Ask someone for a definition of success, and you'll get several answers: a big house, an expensive car, a prestigious job.
For Marsha Mason, a business major at The University of Texas-Pan American, success is becoming a bank executive.
As a reward for her dedication and commitment to a college education, Mason recently received a scholarship and internship from Texas State Bank in McAllen. She's using the opportunity as a stepping-stone to her career goals.
"I was telling my mom the other day that I always wanted to work in an office wearing a suit with a big window behind me," Mason said. "Ever since I was small, I always pictured myself doing that, and so far I think I'm on the right track."
The $1,000 scholarship from Texas State Bank can be renewed if qualifications are met. This includes being a full-time student with a minimum of 45 hours toward a bachelor's of business administration degree and having an interest in banking.
"When you have 10 very qualified candidates, it's hard to make a decision," Victor Huerta, Business Development Center associate director at UTPA said. "You have to determine if this individual is going to become a team player. Does this individual possess the education and the maturity to grow into a position within the organization and pursue a career in financial management and banking? It's obvious The Texas State Bank Selection Committee felt she met all the criteria they were looking for in a future executive."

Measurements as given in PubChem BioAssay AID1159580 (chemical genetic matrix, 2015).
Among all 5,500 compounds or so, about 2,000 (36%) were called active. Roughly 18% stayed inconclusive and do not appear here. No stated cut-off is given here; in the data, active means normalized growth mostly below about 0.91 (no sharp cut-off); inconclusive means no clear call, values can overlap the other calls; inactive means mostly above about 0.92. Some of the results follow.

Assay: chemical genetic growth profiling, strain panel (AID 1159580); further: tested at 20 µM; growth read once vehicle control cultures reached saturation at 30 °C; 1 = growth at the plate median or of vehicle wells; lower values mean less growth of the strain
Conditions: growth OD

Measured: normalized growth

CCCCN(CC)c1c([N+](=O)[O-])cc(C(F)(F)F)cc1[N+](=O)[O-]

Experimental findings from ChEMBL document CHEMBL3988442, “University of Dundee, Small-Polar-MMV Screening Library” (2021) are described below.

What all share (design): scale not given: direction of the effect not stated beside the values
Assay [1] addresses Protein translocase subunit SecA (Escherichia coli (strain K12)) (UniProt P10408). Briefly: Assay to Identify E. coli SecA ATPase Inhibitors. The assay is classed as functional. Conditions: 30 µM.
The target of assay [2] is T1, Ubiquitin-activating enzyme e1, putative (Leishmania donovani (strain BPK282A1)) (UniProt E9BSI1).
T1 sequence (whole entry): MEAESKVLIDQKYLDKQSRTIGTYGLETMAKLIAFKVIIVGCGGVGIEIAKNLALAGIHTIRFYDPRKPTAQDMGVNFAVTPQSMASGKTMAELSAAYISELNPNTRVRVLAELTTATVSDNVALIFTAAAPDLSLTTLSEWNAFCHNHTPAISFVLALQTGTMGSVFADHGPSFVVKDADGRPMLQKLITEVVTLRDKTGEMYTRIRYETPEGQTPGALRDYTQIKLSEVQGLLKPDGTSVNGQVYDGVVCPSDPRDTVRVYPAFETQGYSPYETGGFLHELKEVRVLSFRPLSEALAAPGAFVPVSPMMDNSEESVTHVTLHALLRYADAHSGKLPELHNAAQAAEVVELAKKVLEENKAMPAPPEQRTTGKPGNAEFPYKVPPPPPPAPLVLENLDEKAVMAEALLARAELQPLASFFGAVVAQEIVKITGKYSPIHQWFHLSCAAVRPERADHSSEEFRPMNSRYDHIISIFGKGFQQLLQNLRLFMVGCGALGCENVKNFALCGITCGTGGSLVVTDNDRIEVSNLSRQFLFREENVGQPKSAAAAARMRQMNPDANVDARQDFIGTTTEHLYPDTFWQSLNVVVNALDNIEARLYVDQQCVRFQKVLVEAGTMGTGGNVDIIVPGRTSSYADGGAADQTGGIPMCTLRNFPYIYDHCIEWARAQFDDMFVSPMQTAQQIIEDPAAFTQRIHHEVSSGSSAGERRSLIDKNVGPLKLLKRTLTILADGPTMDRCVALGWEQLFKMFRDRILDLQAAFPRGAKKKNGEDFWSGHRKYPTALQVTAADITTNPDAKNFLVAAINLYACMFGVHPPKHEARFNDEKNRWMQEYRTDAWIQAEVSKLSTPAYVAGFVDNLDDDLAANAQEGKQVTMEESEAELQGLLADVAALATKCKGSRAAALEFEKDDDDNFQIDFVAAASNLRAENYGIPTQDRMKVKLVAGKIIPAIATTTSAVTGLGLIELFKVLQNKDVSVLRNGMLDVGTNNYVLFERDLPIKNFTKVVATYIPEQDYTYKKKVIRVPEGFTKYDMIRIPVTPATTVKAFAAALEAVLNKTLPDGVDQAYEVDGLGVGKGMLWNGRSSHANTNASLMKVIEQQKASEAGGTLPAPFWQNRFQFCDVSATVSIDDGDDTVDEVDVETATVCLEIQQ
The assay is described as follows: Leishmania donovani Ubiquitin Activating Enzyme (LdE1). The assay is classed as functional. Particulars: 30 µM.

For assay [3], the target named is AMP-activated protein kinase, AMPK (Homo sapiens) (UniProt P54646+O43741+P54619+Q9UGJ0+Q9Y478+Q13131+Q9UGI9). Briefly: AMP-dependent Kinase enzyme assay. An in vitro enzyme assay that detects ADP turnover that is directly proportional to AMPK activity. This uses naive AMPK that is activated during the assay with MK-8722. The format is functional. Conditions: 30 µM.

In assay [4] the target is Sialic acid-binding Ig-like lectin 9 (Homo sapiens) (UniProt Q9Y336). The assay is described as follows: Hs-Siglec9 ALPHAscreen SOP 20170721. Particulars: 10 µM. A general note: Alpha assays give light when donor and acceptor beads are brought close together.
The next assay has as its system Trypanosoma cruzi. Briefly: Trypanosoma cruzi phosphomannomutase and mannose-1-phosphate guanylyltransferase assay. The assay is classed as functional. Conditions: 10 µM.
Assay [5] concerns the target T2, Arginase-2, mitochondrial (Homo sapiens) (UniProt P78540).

And as a part-time employee, Mason has learned to shine. "She has very good people skills," said Yvonne Trevino, TSB first vice president and trust officer. "She has a very good rapport with the staff and good computer skills."
Mason also can fluently speak and write Spanish. Consequently, she assists Mexican clients with transactions and correspondence.
"Marsha has been able to assist us with translating correspondences from English to Spanish, which has been a definite plus for our department," Trevino said. Outside of Texas State Bank, Mason concentrates on maintaining her grades, traveling, participating in school competitions and other activities. That leaves little time to relax, and even when she does, she reminds her brother about the importance of setting goals and working towards a good education.
"I tell him to study as much as he can," she said. "If he has time to do a little extra, it will pay off. It might not pay off immediately, but he'll see that when it comes time for tests, when he's looking for a scholarship or wants to apply to graduate school, things will come easier."
Mason is a member of Students in Free Enterprise (SIFE), a UTPA College of Business Administration organization where students learn and practice skills to promote business and free enterprise across the Rio Grande Valley. Last year, the SIFE team competed nationally against 700 institutions, finishing in sixth place.
"One of the things I see about Marsha is her discipline," said Dr. Gilbert Cardenas, UTPA economics professor. "She's a hard worker, but she also works very well with people. She's a team player."
SIFE has taken its love of marketing and other business skills into Valley colonias, meeting individually with families about starting a business.
Mason has taught children entrepreneurship, business math and the importance of a high school diploma. She also encourages them to attend college and follow their dreams.
"What's interesting about her, given her age, is that she's already accomplished a lot," Cardenas said. "She's always focused and very mature for her age, and I think it has a lot to do with her upbringing. I've met her parents, and they're very supportive."
Indeed, Mason knows firsthand of her parent's encouragement. "My dad never gets tired of telling me I'm the pride of his life," she said.